Playmobil: The Movie

Certificate: U

Voices of: Jim Gaffigan, Gabriel Bateman, Anya Taylor-Joy, Daniel Radcliffe

Release date: 2019

2 out of 5


After the success of The LEGO Movie and its spin-offs, you can understand why someone thought it would be a good idea to take the mega-selling Playmobil toys and create a feature length adventure around them.

Of course, those plastic, cup-handed Playmobil figurines and their homes, transport and play sets don’t have the multi-generational appeal that LEGO does, so this movie is squarely aimed at the most junior of audiences, without any of the wit and sly humour that the LEGO movies employed to keep accompanying adults entertained as well.

The movie begins with dull live action scenes that let us know Marla (Taylor-Joy) had to give up dreams of travelling the world when her parents were killed and she was left to care for her younger – and annoyingly selfish – brother Charlie (Bateman). When he runs away to explore a city toy fair after hours, she tracks him down but then they both experience a strange phenomena that transports them into a massive animated Playmobil world where Marla is a mumsy figurine (one of the rare funny scenes has her tumbling down a hill after discovering her Playmobil legs have no joints) and fun-seeking Charlie is a Viking warrior, complete with beard and tattoos.

Their frenetic, headache-inducingly bright adventure leads Charlie to be captured by a Roman emperor (Adam Lambert) while Marla makes the acquaintance of food truck owner Del (Gaffigan) and secret agent Rex Dasher (Radcliffe, having fun spoofing the 007 role). In between, we travel through numerous ‘lands’ including one with dinosaurs, a Wild West town and a pirate ship for no particular reason other than to promote the corresponding Playmobil products you’ll be able to purchase at the nearest toy store. It’s so much like a feature-length advert you’ll be surprised the prices don’t flash up on the screen while you are watching.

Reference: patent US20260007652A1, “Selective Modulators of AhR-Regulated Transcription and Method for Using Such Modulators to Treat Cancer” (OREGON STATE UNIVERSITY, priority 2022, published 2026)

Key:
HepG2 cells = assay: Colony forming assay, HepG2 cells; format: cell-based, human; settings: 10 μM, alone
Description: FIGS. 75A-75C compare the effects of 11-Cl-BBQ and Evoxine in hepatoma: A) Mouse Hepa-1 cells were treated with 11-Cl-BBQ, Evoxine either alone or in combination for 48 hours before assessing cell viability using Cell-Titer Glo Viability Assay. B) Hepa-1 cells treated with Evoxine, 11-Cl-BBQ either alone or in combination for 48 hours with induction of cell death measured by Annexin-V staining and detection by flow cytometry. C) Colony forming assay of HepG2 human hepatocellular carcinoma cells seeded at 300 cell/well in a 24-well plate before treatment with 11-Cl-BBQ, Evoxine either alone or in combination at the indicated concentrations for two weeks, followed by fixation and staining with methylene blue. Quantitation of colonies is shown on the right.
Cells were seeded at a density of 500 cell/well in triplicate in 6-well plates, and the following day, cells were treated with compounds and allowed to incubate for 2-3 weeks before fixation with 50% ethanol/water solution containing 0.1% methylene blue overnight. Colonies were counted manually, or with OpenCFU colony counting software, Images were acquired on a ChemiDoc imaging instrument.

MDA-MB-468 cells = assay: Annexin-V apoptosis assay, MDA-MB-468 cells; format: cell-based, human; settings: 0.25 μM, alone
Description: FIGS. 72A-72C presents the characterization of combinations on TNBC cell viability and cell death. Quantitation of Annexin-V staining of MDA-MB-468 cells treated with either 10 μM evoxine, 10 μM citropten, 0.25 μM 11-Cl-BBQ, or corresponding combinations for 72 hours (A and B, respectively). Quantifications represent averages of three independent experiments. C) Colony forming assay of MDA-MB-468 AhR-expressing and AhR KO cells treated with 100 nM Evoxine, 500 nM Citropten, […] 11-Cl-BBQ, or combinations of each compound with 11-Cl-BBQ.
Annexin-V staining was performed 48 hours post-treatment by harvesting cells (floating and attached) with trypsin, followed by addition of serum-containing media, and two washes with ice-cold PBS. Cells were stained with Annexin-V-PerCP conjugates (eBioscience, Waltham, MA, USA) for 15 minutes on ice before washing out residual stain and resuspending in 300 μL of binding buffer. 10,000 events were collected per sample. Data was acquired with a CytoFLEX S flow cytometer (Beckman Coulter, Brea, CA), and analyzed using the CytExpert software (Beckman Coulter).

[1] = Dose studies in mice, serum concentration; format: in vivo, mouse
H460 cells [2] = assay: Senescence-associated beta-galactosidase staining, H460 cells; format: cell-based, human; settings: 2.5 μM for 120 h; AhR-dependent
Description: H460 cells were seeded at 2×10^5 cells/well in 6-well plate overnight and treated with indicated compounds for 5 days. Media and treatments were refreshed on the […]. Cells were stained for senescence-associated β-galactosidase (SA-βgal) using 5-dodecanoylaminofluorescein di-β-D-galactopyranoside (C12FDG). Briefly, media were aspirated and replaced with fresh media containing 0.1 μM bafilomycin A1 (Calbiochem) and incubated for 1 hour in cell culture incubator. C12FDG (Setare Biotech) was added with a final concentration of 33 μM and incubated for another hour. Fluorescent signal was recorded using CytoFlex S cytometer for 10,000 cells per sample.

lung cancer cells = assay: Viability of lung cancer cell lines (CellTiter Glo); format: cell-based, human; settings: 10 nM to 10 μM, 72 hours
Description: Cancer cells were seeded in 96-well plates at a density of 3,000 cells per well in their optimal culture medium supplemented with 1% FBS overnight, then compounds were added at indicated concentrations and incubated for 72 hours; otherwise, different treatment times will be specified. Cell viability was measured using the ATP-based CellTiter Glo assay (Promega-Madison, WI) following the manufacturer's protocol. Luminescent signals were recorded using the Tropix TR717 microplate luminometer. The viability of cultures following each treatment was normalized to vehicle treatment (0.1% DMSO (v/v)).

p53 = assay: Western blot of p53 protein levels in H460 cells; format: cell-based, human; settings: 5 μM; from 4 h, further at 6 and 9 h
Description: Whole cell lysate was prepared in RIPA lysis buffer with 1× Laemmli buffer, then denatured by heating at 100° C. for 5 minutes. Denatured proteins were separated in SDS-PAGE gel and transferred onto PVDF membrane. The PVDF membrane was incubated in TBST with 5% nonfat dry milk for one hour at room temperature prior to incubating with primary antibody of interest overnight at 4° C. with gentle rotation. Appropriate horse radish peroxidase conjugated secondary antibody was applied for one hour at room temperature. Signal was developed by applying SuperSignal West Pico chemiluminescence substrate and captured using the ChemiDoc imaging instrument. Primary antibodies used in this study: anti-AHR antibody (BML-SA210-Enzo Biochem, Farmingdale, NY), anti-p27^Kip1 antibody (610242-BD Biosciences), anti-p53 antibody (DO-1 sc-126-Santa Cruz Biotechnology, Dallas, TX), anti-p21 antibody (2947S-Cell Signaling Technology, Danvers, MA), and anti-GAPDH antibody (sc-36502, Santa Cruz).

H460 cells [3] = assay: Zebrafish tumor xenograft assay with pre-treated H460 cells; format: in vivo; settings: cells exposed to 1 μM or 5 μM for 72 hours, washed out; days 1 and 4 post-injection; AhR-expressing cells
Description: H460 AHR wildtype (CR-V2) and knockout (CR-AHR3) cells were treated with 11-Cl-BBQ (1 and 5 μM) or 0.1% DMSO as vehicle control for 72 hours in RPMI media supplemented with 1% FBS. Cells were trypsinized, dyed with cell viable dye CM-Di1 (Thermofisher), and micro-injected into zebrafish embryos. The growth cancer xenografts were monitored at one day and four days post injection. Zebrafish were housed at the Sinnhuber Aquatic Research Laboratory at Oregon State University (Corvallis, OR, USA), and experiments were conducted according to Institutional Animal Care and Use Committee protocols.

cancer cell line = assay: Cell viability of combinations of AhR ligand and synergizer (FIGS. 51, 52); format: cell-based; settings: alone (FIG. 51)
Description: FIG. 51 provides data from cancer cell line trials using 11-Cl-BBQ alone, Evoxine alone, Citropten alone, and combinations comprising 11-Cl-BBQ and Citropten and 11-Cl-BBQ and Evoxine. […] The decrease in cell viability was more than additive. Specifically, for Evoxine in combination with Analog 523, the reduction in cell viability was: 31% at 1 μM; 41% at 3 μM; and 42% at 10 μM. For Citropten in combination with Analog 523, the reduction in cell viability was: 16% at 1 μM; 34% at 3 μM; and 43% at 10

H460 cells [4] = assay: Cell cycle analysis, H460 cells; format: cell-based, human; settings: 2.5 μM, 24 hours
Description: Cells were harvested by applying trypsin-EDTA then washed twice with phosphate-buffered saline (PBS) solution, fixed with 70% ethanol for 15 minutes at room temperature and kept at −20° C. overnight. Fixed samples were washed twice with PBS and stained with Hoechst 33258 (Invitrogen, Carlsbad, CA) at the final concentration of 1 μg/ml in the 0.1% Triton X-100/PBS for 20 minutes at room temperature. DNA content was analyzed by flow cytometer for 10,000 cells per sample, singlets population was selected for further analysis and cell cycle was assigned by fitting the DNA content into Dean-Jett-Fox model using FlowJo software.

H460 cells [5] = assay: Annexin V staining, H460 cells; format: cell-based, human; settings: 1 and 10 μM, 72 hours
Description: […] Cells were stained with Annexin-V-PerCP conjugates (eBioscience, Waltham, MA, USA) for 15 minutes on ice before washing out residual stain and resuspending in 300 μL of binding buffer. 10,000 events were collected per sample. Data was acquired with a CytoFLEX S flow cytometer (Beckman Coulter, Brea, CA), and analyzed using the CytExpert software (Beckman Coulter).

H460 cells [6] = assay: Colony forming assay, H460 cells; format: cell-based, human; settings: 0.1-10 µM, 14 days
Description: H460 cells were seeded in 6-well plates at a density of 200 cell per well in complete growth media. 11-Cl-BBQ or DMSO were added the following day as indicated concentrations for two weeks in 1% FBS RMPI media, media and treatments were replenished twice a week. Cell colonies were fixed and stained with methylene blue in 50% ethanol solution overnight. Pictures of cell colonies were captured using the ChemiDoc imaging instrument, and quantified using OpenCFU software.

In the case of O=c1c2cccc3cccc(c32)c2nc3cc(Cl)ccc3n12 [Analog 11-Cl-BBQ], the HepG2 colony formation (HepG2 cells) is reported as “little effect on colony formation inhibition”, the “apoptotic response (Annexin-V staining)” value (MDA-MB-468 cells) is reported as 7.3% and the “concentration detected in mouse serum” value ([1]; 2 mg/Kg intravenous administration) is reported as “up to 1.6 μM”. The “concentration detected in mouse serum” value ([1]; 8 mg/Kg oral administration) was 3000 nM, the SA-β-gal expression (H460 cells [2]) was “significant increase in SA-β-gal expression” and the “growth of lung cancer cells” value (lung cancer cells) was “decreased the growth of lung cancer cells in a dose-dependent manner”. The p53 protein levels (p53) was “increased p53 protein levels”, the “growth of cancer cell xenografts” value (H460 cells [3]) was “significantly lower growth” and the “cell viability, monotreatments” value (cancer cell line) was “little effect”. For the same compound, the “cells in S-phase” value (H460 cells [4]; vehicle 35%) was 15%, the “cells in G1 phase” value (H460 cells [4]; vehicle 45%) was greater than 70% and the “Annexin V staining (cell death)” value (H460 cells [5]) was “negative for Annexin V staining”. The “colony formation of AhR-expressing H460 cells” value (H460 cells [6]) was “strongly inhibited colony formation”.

The very youngest of viewers will have fun – although even they may groan at the dreadful song and dance numbers that interrupt proceedings – and may grasp the central messages about embracing adventure and trying your hardest, but parents will miss the inventiveness and charm that is present in the LEGO movies and other, better product-linked kids movies like Trolls and the early Thomas The Tank Engine adventures.

Is Playmobil: The Movie suitable for kids? Here are our parents’ notes...

Adults should note that the movie does begin with Charlie and Marla’s parents dying, but it is subtly done – Marla is told they have been killed but nothing is depicted on screen.

Very young children may be nervous when the kids are transported from the darkened toy fair to the Playmobil world.

While the Playmobil characters are sometimes in danger, there is nothing very threatening about any of the scenes.

Some may be scared when they are pursued by a large dinosaur in the Roman area later in the movie, but it is a brief scene and the dinosaur is quickly changed into a likeable creature.

There is a female alien later in the movie that very young children may not enjoy.

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